Gold Coins: Pre-1933 gold coins have historical significance, and many are worth quite a bit more than gold weight. (USA gold coins were first issued in 1795.) Coins minted through the early 1800s are the most valuable and desirable. Values depend upon year, condition, and where minted. Late 1800s and 1900s $20 gold coins are literally worth their weight in gold plus some. There was a time when framing a gold coin and hanging it from a gold chain was thought of as a cool piece of jewelry. That frame, however, limited the value, making the entire necklace worth its weight in gold—period. Much like stamps, if you have something really rare you’d likely already know it. However, never assume. It pays to find out what is hidden in the box that Grandpa squirreled away for years in the top drawer of his bureau.

Diamonds: Small, Colorful, and Rare Will Command Money
There was a time when perfect 1 carat diamonds were the currency of the day, but no longer. There is a market for wonderful quality diamonds larger than 2.5 carats. Size does matter. For example, and when it comes to value, there is a vast difference in money between a 3.8 carat versus a 4 carat. It’s interesting how such a small differential in size can result in such a large dollar gap. Savvy diamond buyers/collectors seek and pay top dollar for small, perfect, and highly-prized stones in rare colors such as purple and orange. In fact, a 3/4 carat pure orange diamond is worth more than a pure white 5 carat diamond. Regardless, diamonds must come with a GIA certificate from the Gemology Institute of America. The buyer needs to know that the stone was not heat-treated to enhance color.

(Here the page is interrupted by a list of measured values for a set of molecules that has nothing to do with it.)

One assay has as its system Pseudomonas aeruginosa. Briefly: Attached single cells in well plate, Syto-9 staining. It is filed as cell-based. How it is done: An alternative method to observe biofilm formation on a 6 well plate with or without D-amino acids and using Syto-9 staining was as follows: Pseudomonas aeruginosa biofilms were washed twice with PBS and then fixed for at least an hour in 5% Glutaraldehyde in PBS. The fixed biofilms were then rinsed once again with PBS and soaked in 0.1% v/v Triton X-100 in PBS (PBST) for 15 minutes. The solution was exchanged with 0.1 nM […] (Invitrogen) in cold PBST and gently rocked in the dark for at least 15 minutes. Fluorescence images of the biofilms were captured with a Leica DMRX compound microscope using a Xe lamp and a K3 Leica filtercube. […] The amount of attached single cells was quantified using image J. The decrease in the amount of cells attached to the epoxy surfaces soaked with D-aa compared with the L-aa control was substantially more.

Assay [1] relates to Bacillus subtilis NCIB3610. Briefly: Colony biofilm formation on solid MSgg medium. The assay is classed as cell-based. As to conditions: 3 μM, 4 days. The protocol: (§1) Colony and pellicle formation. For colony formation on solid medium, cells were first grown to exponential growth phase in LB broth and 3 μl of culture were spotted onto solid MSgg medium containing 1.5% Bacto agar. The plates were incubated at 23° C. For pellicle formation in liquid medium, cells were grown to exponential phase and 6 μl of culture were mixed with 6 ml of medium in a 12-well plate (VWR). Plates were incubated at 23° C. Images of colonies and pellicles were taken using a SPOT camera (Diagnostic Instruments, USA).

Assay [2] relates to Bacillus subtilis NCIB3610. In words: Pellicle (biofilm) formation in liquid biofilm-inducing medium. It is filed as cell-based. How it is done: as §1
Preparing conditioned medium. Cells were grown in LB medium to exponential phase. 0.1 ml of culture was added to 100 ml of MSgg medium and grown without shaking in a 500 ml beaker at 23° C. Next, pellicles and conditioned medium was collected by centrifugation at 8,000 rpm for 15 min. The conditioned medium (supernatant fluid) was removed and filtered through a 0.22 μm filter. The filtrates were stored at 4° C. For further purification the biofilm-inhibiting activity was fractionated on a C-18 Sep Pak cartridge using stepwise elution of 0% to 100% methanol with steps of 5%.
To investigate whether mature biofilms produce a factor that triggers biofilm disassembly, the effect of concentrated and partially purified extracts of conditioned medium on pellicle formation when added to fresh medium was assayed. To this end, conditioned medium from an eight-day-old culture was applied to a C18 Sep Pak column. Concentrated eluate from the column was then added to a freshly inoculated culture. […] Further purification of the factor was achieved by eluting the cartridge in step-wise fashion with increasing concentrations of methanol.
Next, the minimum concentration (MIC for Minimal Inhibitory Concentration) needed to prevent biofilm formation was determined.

Native American Works: You Need Documentation
Native American artifacts include fetishes, baskets, pottery, etc. The value of the items is highly dependent upon the artist who made it and/or its provenance back to the days before works were signed or attributed to an individual versus a tribe. You need to know where the piece came from, when you got it, and who (if anyone known) made it. People who collect this type of craft need to hold onto their receipts, as very few really old authentic pieces have markings that are identifiable.

Jewelry: Brand Names Are Worth More
Jewelry is often worth no more than its weight in silver or gold, unless you have a signed piece. Some examples are: a bracelet by a well-known Zuni silversmith, signed and traced to its designer, or jewelry from well-known brand names such Tiffany, Cartier, Bulgari, etc. These stamped and/or signed pieces will command higher prices. There is much more to be learned about reselling jewelry, but this is a good beginning.

Art: If You Get Lucky, You Could Get Rich